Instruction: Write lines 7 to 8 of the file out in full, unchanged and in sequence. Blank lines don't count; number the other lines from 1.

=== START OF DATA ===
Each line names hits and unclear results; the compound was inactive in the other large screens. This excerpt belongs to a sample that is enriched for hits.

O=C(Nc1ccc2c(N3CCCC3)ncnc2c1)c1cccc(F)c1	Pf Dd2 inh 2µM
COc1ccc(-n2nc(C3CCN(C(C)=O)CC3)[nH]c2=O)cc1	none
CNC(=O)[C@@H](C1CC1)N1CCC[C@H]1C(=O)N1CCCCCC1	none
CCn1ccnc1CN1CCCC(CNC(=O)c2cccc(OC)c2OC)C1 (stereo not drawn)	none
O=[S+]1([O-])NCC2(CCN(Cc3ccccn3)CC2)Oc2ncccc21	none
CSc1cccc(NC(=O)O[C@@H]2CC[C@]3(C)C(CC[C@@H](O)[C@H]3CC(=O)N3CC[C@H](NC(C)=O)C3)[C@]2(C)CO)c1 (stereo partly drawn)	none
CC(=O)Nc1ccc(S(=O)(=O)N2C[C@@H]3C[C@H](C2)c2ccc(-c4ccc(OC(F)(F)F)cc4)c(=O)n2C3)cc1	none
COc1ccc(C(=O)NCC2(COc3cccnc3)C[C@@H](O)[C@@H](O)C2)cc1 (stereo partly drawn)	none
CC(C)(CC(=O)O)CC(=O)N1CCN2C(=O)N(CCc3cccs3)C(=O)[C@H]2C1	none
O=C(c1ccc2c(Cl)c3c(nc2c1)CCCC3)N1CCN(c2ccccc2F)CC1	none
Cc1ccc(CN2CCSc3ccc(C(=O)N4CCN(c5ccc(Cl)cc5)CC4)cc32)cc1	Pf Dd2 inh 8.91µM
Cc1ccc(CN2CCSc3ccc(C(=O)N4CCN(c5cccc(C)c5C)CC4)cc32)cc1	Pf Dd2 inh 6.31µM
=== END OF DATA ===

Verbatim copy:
CSc1cccc(NC(=O)O[C@@H]2CC[C@]3(C)C(CC[C@@H](O)[C@H]3CC(=O)N3CC[C@H](NC(C)=O)C3)[C@]2(C)CO)c1 (stereo partly drawn)	none
CC(=O)Nc1ccc(S(=O)(=O)N2C[C@@H]3C[C@H](C2)c2ccc(-c4ccc(OC(F)(F)F)cc4)c(=O)n2C3)cc1	none